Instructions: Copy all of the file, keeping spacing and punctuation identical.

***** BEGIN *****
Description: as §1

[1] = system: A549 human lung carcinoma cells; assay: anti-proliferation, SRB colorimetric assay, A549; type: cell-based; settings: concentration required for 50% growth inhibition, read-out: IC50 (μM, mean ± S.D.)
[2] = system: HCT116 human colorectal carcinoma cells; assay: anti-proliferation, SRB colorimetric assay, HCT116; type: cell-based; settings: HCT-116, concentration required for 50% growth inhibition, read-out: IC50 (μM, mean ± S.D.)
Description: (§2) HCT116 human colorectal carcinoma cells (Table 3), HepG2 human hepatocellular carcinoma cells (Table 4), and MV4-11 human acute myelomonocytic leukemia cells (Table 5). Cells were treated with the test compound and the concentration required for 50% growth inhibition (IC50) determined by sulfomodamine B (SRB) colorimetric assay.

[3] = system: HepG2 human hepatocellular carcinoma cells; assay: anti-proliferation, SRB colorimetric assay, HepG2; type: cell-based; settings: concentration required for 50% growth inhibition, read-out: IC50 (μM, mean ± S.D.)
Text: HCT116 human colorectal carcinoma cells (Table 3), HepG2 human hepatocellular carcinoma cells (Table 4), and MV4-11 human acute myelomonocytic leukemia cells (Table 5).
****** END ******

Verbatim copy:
Description: as §1

[1] = system: A549 human lung carcinoma cells; assay: anti-proliferation, SRB colorimetric assay, A549; type: cell-based; settings: concentration required for 50% growth inhibition, read-out: IC50 (μM, mean ± S.D.)
[2] = system: HCT116 human colorectal carcinoma cells; assay: anti-proliferation, SRB colorimetric assay, HCT116; type: cell-based; settings: HCT-116, concentration required for 50% growth inhibition, read-out: IC50 (μM, mean ± S.D.)
Description: (§2) HCT116 human colorectal carcinoma cells (Table 3), HepG2 human hepatocellular carcinoma cells (Table 4), and MV4-11 human acute myelomonocytic leukemia cells (Table 5). Cells were treated with the test compound and the concentration required for 50% growth inhibition (IC50) determined by sulfomodamine B (SRB) colorimetric assay.

[3] = system: HepG2 human hepatocellular carcinoma cells; assay: anti-proliferation, SRB colorimetric assay, HepG2; type: cell-based; settings: concentration required for 50% growth inhibition, read-out: IC50 (μM, mean ± S.D.)
Text: HCT116 human colorectal carcinoma cells (Table 3), HepG2 human hepatocellular carcinoma cells (Table 4), and MV4-11 human acute myelomonocytic leukemia cells (Table 5).